- Nandina domestica invades forests throughout the Southeast United States. It is a small, erect shrub that grows up to 8 ft. (2.4 m) tall.
- Leaves are alternate, large, bi- or tri-pinnately compound with small, 1-2 in. (2.5-5.1 cm) long leaflets. The older stems have bark with long, linear furrows. The overlapping leaf sheaths give the main stem the appearance of bamboo, hence the name.
- Flowering occurs in the spring, when small, white flowers develop in large panicles at the ends of the stems. Flowers have 3-6 reflexed petals.
- Fruits are green berries that mature to a bright red and are very attractive to birds.
- Ecological Threat
- Nandina domestica is shade tolerant, which allows it to invade forest edges and interiors. It is native to eastern Asia and India and was first introduced to North America in the early 1800s. It has been planted widely as an ornamental and often escapes from old plantings.
- Images, Video and Information - University of Florida - Center for Aquatic and Invasive Plants
- Invasive Species Management Plans for Florida - University of Florida - Center for Aquatic and Invasive Plants
- Nonnative Invasive Plants of Southern Forests - USDA Forest Service
- Invasive Species Management Plans for Florida - University of Florida
- Weed of the Week - USDA Forest Service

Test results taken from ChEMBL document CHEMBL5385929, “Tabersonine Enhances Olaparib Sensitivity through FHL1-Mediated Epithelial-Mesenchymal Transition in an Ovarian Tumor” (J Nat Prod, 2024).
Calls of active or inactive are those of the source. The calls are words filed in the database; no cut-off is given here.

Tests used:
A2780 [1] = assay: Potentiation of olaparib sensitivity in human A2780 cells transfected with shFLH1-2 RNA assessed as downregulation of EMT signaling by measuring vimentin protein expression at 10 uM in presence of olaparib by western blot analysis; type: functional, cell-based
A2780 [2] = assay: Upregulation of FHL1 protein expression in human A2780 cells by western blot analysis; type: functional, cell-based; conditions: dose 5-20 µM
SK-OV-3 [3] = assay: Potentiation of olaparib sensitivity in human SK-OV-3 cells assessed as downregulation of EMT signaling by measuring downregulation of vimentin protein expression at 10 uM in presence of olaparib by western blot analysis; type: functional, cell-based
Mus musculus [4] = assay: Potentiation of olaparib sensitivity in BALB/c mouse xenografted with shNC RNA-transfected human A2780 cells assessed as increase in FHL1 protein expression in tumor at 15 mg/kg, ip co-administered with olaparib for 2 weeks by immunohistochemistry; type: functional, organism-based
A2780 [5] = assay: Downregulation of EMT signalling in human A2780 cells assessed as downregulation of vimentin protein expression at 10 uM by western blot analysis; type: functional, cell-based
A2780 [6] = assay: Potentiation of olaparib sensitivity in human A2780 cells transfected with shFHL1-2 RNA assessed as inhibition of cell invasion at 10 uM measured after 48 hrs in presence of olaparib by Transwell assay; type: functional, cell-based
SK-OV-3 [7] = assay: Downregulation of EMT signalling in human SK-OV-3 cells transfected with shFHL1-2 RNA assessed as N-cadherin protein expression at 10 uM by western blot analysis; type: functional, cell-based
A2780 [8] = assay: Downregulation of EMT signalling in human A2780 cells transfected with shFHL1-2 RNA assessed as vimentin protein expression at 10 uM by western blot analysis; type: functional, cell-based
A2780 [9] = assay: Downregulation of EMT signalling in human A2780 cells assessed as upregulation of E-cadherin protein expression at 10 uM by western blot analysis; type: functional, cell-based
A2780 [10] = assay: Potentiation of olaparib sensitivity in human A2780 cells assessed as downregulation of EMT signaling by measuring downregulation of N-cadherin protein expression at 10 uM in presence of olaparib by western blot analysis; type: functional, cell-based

Image Sets View other image sets:
EDDMapS Distribution - This map is incomplete and is based only on current site and county level reports made by experts, herbaria, and literature. For more information, visit www.eddmaps.org
State Invasive List - This map identifies those states that list this species on their invasive species list. For more information, visit Invasive.org
Invasive Listing Sources
- Alabama Invasive Plant Council
- Alachua County Cogongrass Initiative
- Apalachicola Invasive Working Group
- East Central Florida CISMA
- Faith Campbell, 1998
- Florida Exotic Pest Plant Council - Category I
- Georgia Exotic Pest Plant Council - Category 2
- Jil M. Swearingen, Survey of invasive plants occurring on National Park Service lands, 2000-2007
- Nonnative Invasive Species in Southern Forest and Grassland Ecosystems
- Reichard, Sarah. 1994. Assessing the potential of invasiveness in woody plants introduced in North America. University of Washington Ph.D. dissertation.
- South Carolina Exotic Pest Plant Council - Severe Threat
- Tennessee Exotic Pest Plant Council
- Treasure Coast Cooperative Invasive Species Mgmt. Area - EARLY DRAFT
- WeedUS - Database of Plants Invading Natural Areas in the United States
CategoriesCategory: Shrub or Subshrub
|Common Name Reference:|| USDA, NRCS. 2010. The PLANTS Database. National Plant Data Center, Baton Rouge, LA, USA.|
|Scientific Name Reference:||USDA, NRCS. 2010. The PLANTS Database. National Plant Data Center, Baton Rouge, LA, USA.|